Surgeon General Vivek Murthy on Sunday defended the Biden administration’s workplace rules on vaccine mandates after a federal court blocked a new Occupational Safety and Health Administration policy.
Citing historical precedents dating back to George Washington during the American Revolution, Murthy said President Joe Biden had faith in both the legality of the mandate and the effectiveness of such requirements.
“The president and the administration wouldn’t have put these requirements in place if they didn’t think they were appropriate and necessary,” Murthy told host Martha Raddatz on ABC’s “This Week.” “And the administration is certainly prepared to defend them.”
He added: “Throughout our history, we have seen that we have used vaccine requirements to protect the population. It started back with George Washington, in fact, when he required troops be inoculated for smallpox.“ Murthy also referenced mandates, past and present, for vaccines within schools, hospitals and the military.
The OSHA mandate, which would compel businesses with at least 100 employees to require the Covid vaccine for those workers or test those employees on a weekly basis, has drawn legal challenges from more than half the states.
The New Orleans-based 5th Circuit Court of Appeals on Saturday temporarily blocked the mandate, saying: “The petitions give cause to believe there are grave statutory and constitutional issues with the Mandate.“ The court gave the U.S. government until 5 p.m. Monday to respond to the plaintiffs’ request for a permanent injunction.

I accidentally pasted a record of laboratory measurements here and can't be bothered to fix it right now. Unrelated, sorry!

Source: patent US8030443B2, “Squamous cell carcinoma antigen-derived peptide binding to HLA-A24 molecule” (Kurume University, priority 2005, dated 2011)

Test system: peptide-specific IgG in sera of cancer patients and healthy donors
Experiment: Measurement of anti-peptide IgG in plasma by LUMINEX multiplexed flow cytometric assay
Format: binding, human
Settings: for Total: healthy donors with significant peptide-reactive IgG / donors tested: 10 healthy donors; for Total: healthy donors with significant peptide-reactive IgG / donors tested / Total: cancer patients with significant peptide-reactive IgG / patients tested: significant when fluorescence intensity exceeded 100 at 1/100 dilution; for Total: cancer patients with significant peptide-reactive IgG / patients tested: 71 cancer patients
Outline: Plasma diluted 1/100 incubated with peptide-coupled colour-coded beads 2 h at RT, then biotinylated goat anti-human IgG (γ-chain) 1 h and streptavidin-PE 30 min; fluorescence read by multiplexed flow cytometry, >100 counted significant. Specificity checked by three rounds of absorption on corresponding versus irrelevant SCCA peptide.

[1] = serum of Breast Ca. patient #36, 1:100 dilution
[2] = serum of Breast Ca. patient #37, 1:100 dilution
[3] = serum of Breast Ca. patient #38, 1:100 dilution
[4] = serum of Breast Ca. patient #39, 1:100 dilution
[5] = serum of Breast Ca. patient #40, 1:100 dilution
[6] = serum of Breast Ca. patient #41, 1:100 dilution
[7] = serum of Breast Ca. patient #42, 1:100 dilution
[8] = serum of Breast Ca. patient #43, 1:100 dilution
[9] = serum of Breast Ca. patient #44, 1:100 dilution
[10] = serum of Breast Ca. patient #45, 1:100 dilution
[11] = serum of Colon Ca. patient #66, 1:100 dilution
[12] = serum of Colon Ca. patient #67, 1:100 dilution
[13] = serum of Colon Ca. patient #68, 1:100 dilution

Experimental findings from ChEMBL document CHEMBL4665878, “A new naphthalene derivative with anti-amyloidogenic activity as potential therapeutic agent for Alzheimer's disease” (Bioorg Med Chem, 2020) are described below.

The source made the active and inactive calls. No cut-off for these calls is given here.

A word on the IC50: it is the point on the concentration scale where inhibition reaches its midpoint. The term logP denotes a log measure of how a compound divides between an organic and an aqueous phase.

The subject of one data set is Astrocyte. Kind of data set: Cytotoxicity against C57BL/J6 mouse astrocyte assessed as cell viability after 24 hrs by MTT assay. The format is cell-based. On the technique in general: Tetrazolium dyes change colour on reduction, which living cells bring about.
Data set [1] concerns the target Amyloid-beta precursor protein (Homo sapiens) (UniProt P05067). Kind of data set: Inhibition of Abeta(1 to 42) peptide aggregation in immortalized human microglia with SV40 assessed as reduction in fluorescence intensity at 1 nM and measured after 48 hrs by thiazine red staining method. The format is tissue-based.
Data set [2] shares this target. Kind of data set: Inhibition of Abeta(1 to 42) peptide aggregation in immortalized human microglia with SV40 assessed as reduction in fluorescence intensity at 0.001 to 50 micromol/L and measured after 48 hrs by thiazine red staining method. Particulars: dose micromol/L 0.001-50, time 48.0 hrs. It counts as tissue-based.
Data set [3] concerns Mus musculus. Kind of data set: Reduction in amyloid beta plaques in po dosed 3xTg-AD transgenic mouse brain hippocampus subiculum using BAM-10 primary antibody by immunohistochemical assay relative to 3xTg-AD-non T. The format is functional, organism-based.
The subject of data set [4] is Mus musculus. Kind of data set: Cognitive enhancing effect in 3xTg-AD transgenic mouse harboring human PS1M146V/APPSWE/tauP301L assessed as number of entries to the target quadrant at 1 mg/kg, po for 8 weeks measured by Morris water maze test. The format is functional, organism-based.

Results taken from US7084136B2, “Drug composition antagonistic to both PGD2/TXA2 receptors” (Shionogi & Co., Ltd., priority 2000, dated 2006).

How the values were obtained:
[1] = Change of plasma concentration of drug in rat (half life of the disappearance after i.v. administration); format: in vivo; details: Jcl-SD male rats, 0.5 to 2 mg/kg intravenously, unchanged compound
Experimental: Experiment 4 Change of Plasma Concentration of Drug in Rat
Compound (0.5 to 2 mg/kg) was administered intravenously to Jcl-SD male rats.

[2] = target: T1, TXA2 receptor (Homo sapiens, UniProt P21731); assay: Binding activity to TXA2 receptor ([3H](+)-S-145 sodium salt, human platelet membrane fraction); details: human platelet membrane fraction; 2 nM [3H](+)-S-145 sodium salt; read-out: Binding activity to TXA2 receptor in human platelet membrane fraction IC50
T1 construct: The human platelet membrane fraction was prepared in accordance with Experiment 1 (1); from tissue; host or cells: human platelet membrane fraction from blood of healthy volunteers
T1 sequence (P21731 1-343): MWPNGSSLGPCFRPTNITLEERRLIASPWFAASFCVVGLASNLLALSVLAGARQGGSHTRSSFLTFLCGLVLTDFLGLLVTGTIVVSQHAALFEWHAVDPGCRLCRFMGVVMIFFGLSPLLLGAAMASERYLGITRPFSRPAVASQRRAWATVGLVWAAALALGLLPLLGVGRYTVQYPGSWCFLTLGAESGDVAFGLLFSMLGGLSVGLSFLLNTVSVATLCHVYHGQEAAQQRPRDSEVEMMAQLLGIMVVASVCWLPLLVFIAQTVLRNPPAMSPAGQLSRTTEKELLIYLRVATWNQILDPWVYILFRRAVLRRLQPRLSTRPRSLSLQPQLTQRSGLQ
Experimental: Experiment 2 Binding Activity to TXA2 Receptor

Noting that the United States still has “75,000 cases a day,” Murthy said that the mandate ultimately will have great benefits for the economy and for society as a whole.
“There are times where we recognize that our decisions have a broader effect on people around us. Covid has reminded us of that. And that’s why having these types of requirements in workplaces will be not only helpful — it’s a necessary step to accelerate our pathway out of the pandemic, ” he said.
The OSHA mandate is expected to affect more than 80 million private-sector workers across the country — other national and local mandates affect government employees — though many of them have already been vaccinated against Covid-19. Critics have claimed the mandate will be disruptive to the economy and that it violates the constitutional rights of individuals.